His unwavering commitment to the Aboriginal cause brought him acclaim and criticism. Perhaps it was his unrelenting enthusiasm that sometimes made more moderate indigenous activists cringe and outraged some whites. In a pre-Olympic BBC interview, he spoke of cars burning in the streets during the Sydney 2000 Games. He later retreated from this, but was criticised for going too far.

Perkins entered the Aboriginal political stage in the late 1960s, a time his biographer, the Canberra historian, Dr Peter Read, believes marked the beginning of two decades that were the high-water mark of 20th centrury Aboriginal progress, following the 1930s efforts of the Patten brothers, William Cooper and the post-World War II campaigns of Bert Groves, Doug Nicholls, Margaret (Lilardia) Tucker and others.

The Aboriginal rights movement didn't seem to have a clear campaign agenda at that time. But that ended with the advent of Perkins, who began to match rhetoric with action which swept aside the prevailing welfare mentality, with its non-confrontationist evolutionary approach, by showing that Aborigines no longer needed to endure discrimination. The watershed was the 1965 Freedom Ride which Perkins led as president of the Sydney University based Student Action for Aborigines (SAFA). This exposed and led to the breaking of both formal and informal segregation in a string of north-western NSW towns, of which among the most notorious were Moree, Walget and Wellington.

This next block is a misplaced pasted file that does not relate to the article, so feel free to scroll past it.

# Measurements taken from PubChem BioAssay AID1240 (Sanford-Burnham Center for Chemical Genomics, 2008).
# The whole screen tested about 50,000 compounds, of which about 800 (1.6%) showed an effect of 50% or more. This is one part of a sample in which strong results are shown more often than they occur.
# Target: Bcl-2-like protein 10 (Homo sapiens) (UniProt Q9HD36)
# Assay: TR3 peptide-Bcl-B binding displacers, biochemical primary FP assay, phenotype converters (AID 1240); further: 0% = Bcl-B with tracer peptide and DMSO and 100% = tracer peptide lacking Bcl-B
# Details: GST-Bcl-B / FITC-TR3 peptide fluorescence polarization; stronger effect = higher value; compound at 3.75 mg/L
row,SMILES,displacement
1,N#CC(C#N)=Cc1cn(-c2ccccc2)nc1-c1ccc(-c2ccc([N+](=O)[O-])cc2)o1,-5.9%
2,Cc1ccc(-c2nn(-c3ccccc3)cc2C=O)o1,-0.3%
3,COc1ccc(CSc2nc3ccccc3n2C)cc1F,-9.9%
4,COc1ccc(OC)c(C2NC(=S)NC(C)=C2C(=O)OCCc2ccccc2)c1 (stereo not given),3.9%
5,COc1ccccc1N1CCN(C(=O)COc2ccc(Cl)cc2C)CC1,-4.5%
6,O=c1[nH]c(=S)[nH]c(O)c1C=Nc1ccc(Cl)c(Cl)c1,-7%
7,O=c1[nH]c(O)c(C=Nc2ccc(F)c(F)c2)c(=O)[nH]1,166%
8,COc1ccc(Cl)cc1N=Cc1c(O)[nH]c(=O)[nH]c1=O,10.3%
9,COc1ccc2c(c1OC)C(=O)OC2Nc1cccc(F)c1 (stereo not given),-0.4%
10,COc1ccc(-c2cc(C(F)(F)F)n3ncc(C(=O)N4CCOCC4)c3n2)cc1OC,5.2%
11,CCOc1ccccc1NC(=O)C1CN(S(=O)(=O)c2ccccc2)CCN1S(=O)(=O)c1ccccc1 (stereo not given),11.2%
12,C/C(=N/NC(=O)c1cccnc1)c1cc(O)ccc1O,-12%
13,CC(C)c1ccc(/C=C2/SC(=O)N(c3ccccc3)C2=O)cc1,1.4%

Before the lure of soccer brought him to Sydney from Adelaide in March 1961, Perkins had already emerged as a spokesman for the Aboriginal reform movement. But when he left Sydney in February 1965, Perkins was just a student leader. On his return, he was a national figure and the ‘'ride’ had succeeded beyond expectations. Of course, it was not a lone effort. Perkins had a strong support team in fellow students and SAFA committee members, among them Jim Spigelman, Ann Curthoys and Darce Cassidy, who was also a part-time ABC reporter. Perkins didn't always know what to do but he steadily took on a more prominent role, holding unwaveringly to passive resistance in the face of hostility and provocation.